How hard would it be to provide an unbiased panel to officially put forth a recommendation and score on this deer? And then call it a day?

It’s almost as if Milo Hanson were the one making the decision. I just don’t get it.

It should be mentioned that AHuntersTales.com friend Brent Reneau is not beleived to be related to the B&C executive mentioned!

An idol’s reply …

The passion for the outdoors is rooted in my soul as deep as the tentacles of a 100-year-old white oak. I daresay that anyone who knows anything at all about your faithful blogger knows that hunting is a major part of my DNA.

That was no different some 15 years ago when, as a young adult, I needed to seriously consider what my future held in front of me with respect to a career. Since the seventh grade, it was understood that I wanted to be a journalist. And looking back, it was crystal clear that those aspirations included covering and/or writing about the outdoors in some capacity.

Charles Alsheimer was among my idols. Growing up just a rifle’s report away from his Steuben County, NY, home (mine in neighboring Allegany County), it captivated me to read his articles and see photos of deer that could theoretically run the same woods that I hunted. And there was no mistake that Alsheimer was among the kings of outdoor media – still in its infancy at the time when compared to today. Staples upon receiving Deer & Deer Hunting each month included checking contents page to see if he had photographed the cover photo and then flipping directly to his articles to read them first.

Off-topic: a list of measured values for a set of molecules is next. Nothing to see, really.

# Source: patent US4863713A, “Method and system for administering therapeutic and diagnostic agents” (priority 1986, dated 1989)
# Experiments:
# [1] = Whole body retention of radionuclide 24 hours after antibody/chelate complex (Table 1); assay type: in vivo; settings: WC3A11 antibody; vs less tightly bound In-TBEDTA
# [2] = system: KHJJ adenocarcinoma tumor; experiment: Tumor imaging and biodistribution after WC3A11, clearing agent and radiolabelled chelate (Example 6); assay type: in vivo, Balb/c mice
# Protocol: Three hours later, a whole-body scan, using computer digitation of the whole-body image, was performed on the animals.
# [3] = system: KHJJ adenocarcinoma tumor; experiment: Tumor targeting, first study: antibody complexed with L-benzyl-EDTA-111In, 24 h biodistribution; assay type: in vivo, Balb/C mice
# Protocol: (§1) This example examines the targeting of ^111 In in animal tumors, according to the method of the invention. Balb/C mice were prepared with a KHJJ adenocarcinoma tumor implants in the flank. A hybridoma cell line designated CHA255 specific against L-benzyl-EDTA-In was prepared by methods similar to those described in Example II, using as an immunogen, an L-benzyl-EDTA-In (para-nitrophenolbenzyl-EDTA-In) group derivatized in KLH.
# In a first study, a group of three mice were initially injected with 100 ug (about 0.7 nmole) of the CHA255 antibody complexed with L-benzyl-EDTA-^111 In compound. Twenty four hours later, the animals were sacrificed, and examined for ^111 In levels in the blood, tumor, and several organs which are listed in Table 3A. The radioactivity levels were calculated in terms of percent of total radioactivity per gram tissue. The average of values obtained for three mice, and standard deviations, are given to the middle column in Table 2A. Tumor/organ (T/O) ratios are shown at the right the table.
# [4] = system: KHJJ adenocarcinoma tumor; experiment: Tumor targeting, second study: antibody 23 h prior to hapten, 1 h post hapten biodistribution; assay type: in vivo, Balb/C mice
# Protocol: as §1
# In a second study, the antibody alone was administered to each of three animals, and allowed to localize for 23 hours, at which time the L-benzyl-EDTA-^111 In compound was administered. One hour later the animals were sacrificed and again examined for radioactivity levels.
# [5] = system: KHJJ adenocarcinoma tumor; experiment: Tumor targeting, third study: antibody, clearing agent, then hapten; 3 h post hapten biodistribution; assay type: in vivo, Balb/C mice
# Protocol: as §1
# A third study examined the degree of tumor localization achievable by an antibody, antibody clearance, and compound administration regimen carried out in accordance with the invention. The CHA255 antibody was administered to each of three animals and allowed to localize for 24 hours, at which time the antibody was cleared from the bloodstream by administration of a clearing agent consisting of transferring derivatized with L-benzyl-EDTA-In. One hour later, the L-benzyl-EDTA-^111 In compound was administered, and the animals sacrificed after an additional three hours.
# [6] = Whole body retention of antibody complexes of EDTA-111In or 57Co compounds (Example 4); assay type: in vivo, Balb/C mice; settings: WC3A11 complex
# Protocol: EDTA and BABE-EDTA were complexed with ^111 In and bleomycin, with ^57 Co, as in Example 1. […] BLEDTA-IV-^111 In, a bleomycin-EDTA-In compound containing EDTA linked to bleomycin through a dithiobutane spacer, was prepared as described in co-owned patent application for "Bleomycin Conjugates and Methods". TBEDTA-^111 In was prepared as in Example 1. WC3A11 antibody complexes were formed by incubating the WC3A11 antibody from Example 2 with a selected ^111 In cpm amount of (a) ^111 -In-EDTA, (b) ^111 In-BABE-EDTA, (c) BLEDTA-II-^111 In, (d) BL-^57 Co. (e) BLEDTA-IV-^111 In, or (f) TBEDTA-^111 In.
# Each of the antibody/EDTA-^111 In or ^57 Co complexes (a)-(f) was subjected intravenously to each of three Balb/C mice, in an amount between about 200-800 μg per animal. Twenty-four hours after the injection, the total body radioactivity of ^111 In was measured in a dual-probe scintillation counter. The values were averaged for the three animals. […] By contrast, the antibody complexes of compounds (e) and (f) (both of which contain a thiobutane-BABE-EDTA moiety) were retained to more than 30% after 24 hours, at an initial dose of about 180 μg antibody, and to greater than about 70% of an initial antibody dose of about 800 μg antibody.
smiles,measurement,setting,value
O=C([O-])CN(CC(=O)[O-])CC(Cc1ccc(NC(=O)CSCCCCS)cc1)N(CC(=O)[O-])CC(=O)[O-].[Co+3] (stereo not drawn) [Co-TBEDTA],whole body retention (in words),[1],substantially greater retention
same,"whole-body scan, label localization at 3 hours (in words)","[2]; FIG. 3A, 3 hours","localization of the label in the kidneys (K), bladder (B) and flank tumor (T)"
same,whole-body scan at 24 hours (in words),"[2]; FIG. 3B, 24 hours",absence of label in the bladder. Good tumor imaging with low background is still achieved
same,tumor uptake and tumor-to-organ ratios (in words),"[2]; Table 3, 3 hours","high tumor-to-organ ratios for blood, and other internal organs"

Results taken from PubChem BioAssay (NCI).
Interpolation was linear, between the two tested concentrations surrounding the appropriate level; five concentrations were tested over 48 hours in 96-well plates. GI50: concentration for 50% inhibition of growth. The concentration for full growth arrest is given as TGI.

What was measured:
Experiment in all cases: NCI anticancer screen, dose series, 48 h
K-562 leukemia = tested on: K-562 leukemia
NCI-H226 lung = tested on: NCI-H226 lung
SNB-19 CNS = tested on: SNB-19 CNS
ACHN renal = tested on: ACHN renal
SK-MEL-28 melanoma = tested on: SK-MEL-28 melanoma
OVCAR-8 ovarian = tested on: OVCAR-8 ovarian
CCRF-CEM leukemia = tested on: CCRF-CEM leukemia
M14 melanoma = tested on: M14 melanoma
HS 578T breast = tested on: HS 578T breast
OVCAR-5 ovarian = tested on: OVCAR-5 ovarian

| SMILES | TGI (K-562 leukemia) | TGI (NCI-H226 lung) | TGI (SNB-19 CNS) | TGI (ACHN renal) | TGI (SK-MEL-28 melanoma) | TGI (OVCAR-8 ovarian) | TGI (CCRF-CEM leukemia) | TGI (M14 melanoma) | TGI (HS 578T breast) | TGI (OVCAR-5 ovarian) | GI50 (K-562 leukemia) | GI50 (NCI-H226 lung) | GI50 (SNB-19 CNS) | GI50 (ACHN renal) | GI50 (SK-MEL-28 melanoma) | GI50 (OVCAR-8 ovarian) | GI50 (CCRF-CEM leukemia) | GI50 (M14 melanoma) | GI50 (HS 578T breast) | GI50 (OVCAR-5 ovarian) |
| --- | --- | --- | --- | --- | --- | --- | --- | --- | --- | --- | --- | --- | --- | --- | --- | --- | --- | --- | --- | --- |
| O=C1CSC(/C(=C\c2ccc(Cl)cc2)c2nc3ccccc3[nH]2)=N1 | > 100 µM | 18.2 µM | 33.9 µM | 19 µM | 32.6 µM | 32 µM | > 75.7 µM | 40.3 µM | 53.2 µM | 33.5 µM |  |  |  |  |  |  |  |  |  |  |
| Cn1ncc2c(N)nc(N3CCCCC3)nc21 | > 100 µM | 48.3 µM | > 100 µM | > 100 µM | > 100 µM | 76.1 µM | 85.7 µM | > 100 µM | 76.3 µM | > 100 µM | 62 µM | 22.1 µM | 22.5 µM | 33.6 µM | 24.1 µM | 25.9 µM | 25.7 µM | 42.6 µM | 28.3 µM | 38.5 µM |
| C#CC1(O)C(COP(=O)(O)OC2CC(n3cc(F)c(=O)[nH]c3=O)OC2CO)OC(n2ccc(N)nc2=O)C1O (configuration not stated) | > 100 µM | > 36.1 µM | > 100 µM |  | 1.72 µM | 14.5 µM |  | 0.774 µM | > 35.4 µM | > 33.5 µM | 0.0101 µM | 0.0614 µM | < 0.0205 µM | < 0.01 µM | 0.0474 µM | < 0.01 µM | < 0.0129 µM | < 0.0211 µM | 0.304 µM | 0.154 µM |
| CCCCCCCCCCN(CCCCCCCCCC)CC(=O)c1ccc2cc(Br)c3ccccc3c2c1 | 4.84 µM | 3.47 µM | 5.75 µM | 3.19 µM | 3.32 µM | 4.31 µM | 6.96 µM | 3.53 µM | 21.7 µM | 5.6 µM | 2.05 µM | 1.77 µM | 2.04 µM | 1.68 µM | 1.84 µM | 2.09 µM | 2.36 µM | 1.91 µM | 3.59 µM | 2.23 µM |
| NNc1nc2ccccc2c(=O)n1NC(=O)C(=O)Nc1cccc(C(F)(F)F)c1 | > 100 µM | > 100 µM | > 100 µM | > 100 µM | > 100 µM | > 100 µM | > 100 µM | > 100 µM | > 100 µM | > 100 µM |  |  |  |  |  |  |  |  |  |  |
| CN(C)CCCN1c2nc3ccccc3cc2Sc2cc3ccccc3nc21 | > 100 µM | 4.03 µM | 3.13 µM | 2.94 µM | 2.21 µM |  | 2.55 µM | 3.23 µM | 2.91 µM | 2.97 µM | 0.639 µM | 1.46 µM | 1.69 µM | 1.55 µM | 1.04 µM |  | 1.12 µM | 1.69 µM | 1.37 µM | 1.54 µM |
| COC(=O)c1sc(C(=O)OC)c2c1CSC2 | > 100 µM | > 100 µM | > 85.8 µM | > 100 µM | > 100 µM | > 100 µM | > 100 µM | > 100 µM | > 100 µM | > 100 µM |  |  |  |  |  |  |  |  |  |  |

It was with that admiration and respect that I opted to send Mr. Alsheimer a letter one fall in search of perspective of how I could fulfill my outdoors passion by merging it with my professional career.

What I received back from Alsheimer will stick with me for a lifetime. His counsel was honest, it was clear and it helped shatter an adolescent dream. Ultimately, it also helped me plot a course into what is a very enjoyable career in marketing communications – albeit minus any considerable connection to the outdoors world.

Alsheimer noted that he appreciated my letter, and was humbled by my interest in him as a role model. He added that he has been extremely fortunate in the world of outdoors and that it came with many sacrifices – some that he wanted me to be well aware of before I decided to make a career in the outdoors my life’s calling.

Simply put, he was right. As a young adult, those sacrifices to focus on the outdoors would likely have been too much to bear. The opportunities for working in the outdoors at the time were far less than what they are today. Mass media has literally grown the industry tenfold over the last decade alone.

I still have the letter from Alsheimer. And the fact that he took to time to hand-write a note to me and provide more than a “Go get them, Tiger” message sticks with me as a very sincere gesture. For that I thank Mr. Alsheimer – in fact, I was able to send a note back at the time expressing that as well.

Who knows? Someday I might be able to retire to a career that rekindles my early dream.

For the record: A hunter must possess a child’s imagination when navigating a long sit in the deer woods. It keeps the spirit alive when nothing much else seems to be moving. It’s that same imagination that keeps reading Alsheimer’s articles a favorite of mine. For that wide-framed 10-point buck he’s analyzing in his article, very well could be the next deer I see out of my treestand!